A garnishment is a legal way for a creditor to receive payment for a debt owed by an individual. General garnishments are commonly granted to a creditor by a court order to receive payments by attaching the person’s wages, whereas debts owed to a state or the federal government can be repaid by imposing a levy on possessions, such as property.
“Wage garnishment is more common than you might think. A report by ADP Research Institute found that 7.2% of the 13 million employees it assessed had wages garnished in 2013. For workers ages 35 to 44, the number hit 10.5%. The top reasons were child support; consumer debts and student loans; and tax liens.” (Source: NerdWallet, Inc., 08/16)
The Fair Labor Standards Act (FLSA), along with the Consumer Credit Protection Act’s Title III (CCPA), has guidelines in place to protect employees, to a certain degree, from garnishment orders. Such protections include prohibiting employers from terminating employees who are subject to a garnishment order and limiting the amount that can be withheld from the employee’s wages.
An employee’s wages can include salaries, commissions, bonuses, tips, or lump sum payments from agreements or pension or retirement programs. For employees who receive tips, the cash wages paid directly by the employer and the amount of the tip credit claimed, if any, by the employer are earnings for the purposes of the wage garnishment law. Tips received in excess of the tip credit amount or in excess of the wages paid directly by the employer (if no tip credit is claimed or allowed) are not earnings for purposes of the CCPA. (Source: FLSA Fact Sheet #30.)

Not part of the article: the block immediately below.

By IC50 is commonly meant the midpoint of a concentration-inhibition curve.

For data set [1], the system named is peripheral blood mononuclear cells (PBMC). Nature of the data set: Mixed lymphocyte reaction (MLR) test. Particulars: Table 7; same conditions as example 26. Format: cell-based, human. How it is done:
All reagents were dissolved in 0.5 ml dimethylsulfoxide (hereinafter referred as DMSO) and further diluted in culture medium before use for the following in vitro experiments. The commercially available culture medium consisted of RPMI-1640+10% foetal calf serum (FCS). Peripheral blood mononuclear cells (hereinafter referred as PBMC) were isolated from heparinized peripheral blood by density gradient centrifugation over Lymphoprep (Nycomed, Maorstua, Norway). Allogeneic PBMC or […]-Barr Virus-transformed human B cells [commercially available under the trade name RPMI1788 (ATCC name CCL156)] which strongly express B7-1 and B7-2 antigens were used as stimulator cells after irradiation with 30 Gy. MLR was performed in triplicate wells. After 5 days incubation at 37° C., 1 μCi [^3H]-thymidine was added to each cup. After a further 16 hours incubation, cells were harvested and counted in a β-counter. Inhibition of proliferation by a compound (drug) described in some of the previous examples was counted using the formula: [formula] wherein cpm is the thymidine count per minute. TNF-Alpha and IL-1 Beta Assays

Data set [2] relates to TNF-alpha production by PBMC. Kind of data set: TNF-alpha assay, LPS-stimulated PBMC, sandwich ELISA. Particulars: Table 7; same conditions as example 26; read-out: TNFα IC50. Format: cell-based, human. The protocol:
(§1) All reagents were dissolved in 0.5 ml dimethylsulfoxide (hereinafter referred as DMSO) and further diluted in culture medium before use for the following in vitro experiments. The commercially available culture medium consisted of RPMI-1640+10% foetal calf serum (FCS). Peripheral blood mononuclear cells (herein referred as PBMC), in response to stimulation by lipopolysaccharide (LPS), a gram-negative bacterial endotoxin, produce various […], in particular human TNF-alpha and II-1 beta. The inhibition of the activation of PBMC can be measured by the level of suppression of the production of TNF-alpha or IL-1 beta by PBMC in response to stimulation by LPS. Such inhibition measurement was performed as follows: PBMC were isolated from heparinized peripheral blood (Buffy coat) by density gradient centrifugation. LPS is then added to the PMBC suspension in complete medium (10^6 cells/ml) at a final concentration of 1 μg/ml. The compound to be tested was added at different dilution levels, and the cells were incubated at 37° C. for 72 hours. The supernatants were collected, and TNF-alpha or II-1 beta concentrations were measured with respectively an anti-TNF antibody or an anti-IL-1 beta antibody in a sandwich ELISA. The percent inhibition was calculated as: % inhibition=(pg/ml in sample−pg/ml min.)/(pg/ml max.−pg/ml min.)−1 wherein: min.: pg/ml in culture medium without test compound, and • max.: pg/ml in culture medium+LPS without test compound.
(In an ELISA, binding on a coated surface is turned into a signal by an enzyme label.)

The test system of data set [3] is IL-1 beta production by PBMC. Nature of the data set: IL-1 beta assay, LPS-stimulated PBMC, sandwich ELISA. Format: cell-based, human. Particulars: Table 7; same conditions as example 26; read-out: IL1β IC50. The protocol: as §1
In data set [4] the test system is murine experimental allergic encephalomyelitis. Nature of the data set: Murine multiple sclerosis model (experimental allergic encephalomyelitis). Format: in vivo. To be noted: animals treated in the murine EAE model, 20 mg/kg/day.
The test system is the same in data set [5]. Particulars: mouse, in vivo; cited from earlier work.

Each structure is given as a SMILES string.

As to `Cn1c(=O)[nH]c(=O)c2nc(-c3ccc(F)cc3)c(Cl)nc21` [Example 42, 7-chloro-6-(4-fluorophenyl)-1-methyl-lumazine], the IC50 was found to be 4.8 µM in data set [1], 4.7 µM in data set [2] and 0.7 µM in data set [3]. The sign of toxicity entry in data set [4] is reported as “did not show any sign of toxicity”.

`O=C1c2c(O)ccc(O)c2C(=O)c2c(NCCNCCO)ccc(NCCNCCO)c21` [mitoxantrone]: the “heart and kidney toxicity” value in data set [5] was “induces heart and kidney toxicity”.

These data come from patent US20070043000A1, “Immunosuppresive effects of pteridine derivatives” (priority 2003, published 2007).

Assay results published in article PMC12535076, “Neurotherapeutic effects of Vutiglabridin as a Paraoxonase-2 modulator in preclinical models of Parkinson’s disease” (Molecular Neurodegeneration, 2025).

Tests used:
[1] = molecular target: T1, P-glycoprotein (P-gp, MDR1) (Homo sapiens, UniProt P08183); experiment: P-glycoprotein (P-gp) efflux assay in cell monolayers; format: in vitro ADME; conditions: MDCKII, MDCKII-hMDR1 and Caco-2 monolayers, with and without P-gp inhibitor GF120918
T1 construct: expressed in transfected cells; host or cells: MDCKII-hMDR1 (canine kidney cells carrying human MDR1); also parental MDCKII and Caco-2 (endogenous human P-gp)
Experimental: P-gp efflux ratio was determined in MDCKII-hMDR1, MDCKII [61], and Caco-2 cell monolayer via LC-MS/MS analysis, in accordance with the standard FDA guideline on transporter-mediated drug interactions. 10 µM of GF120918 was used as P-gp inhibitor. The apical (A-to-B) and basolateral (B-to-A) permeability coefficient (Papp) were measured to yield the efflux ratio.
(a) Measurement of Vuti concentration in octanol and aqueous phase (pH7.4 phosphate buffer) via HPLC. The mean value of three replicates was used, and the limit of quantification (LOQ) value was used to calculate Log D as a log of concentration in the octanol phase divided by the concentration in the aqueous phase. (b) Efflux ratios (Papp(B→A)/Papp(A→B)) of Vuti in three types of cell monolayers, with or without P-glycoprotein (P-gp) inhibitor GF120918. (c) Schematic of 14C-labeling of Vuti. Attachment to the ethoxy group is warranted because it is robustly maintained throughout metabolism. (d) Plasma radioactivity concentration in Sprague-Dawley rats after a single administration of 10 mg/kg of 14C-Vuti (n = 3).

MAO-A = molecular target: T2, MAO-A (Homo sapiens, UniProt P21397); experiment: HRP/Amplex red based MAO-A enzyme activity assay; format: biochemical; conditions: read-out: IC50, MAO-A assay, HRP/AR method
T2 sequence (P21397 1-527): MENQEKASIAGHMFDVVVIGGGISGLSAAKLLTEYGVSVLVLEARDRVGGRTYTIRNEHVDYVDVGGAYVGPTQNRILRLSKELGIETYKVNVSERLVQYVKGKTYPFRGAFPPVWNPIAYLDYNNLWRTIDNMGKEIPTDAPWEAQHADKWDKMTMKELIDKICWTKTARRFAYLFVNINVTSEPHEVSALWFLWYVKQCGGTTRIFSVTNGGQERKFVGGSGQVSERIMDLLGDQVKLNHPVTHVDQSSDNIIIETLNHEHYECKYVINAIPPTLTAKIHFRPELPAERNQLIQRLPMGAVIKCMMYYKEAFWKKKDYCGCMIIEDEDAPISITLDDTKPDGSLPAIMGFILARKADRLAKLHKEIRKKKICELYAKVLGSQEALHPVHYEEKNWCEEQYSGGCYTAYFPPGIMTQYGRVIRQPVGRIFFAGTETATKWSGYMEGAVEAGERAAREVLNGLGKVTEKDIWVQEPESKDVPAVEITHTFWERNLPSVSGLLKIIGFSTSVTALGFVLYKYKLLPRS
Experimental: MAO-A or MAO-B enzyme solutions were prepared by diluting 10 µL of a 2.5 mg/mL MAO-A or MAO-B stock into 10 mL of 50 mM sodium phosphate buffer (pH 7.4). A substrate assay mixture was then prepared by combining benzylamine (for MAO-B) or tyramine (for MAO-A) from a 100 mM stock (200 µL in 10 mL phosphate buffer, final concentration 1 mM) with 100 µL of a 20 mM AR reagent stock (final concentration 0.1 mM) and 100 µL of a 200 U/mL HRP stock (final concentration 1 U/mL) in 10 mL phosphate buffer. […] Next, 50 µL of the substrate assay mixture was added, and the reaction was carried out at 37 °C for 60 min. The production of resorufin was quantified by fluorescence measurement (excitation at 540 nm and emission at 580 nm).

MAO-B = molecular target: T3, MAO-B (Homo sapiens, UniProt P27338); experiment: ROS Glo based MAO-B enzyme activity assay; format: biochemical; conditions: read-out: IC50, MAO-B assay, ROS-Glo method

Disposable income is money that is left after the deduction from wages of legal or required taxes have been deducted. These deductions can include federal, state, and local taxes, Social Security and Medicare taxes, and required monies withheld for individual retirement systems.
Limitations on Wages Withheld – General Garnishments
According to Title III of the CCPA, for ordinary garnishments (i.e., those not for support, bankruptcy, or any state or federal tax), the weekly amount may not exceed the lesser of two figures: 25 percent of the employee’s disposable earnings, or the amount by which an employee’s disposable earnings are greater than 30 times the federal minimum wage (currently $7.25 an hour). Therefore, if the pay period is weekly and disposable earnings are $217.50 ($7.25 × 30) or less, there can be no garnishment. If disposable earnings are more than $217.50 but less than $290 ($7.25 × 40), the amount above $217.50 can be garnished. If disposable earnings are $290 or more, a maximum of 25 percent can be garnished. When pay periods cover more than one week, multiples of the weekly restrictions must be used to calculate the maximum amounts that may be garnished.
Limitations on Wages Withheld – Support or Alimony
Pursuant to a court order for child support or alimony payments, creditors (usually a government entity) are permitted to garnish up to 50 percent of an employee’s disposal income. Under certain circumstances this amount may be up to 60 percent with an additional 5 percent attached if the order is 12 weeks or more in arrears.
State garnishment laws that result in a lower amount of earnings being garnished override the federal guidelines.
For a breakdown of garnishment deadlines by state, Click Here.
For a breakdown of allowable amount by state, Click Here.
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